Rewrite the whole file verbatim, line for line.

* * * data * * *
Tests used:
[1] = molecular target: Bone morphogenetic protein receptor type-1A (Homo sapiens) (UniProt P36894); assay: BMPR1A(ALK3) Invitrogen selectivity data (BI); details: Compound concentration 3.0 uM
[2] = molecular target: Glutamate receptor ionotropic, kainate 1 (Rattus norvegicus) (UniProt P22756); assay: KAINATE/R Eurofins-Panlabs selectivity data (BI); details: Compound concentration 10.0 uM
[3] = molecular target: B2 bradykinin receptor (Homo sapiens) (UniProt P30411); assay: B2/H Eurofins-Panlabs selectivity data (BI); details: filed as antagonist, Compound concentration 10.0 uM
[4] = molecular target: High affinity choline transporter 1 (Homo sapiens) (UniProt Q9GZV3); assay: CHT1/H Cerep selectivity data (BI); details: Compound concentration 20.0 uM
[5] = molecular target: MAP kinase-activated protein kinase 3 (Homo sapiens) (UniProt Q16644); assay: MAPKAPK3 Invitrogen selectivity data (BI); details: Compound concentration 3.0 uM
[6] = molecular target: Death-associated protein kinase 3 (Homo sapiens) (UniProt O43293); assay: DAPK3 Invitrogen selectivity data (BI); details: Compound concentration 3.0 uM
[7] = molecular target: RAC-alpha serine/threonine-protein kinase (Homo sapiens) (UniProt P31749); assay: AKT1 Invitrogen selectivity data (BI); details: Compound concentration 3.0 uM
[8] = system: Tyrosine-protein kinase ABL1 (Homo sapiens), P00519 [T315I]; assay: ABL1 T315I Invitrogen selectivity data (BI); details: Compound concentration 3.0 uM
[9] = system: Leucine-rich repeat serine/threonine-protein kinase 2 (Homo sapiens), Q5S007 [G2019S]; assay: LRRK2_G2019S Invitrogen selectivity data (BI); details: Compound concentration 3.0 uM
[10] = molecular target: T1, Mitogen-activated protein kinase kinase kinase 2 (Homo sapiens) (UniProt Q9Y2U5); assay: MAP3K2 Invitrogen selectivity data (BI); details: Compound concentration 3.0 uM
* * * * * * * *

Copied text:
Tests used:
[1] = molecular target: Bone morphogenetic protein receptor type-1A (Homo sapiens) (UniProt P36894); assay: BMPR1A(ALK3) Invitrogen selectivity data (BI); details: Compound concentration 3.0 uM
[2] = molecular target: Glutamate receptor ionotropic, kainate 1 (Rattus norvegicus) (UniProt P22756); assay: KAINATE/R Eurofins-Panlabs selectivity data (BI); details: Compound concentration 10.0 uM
[3] = molecular target: B2 bradykinin receptor (Homo sapiens) (UniProt P30411); assay: B2/H Eurofins-Panlabs selectivity data (BI); details: filed as antagonist, Compound concentration 10.0 uM
[4] = molecular target: High affinity choline transporter 1 (Homo sapiens) (UniProt Q9GZV3); assay: CHT1/H Cerep selectivity data (BI); details: Compound concentration 20.0 uM
[5] = molecular target: MAP kinase-activated protein kinase 3 (Homo sapiens) (UniProt Q16644); assay: MAPKAPK3 Invitrogen selectivity data (BI); details: Compound concentration 3.0 uM
[6] = molecular target: Death-associated protein kinase 3 (Homo sapiens) (UniProt O43293); assay: DAPK3 Invitrogen selectivity data (BI); details: Compound concentration 3.0 uM
[7] = molecular target: RAC-alpha serine/threonine-protein kinase (Homo sapiens) (UniProt P31749); assay: AKT1 Invitrogen selectivity data (BI); details: Compound concentration 3.0 uM
[8] = system: Tyrosine-protein kinase ABL1 (Homo sapiens), P00519 [T315I]; assay: ABL1 T315I Invitrogen selectivity data (BI); details: Compound concentration 3.0 uM
[9] = system: Leucine-rich repeat serine/threonine-protein kinase 2 (Homo sapiens), Q5S007 [G2019S]; assay: LRRK2_G2019S Invitrogen selectivity data (BI); details: Compound concentration 3.0 uM
[10] = molecular target: T1, Mitogen-activated protein kinase kinase kinase 2 (Homo sapiens) (UniProt Q9Y2U5); assay: MAP3K2 Invitrogen selectivity data (BI); details: Compound concentration 3.0 uM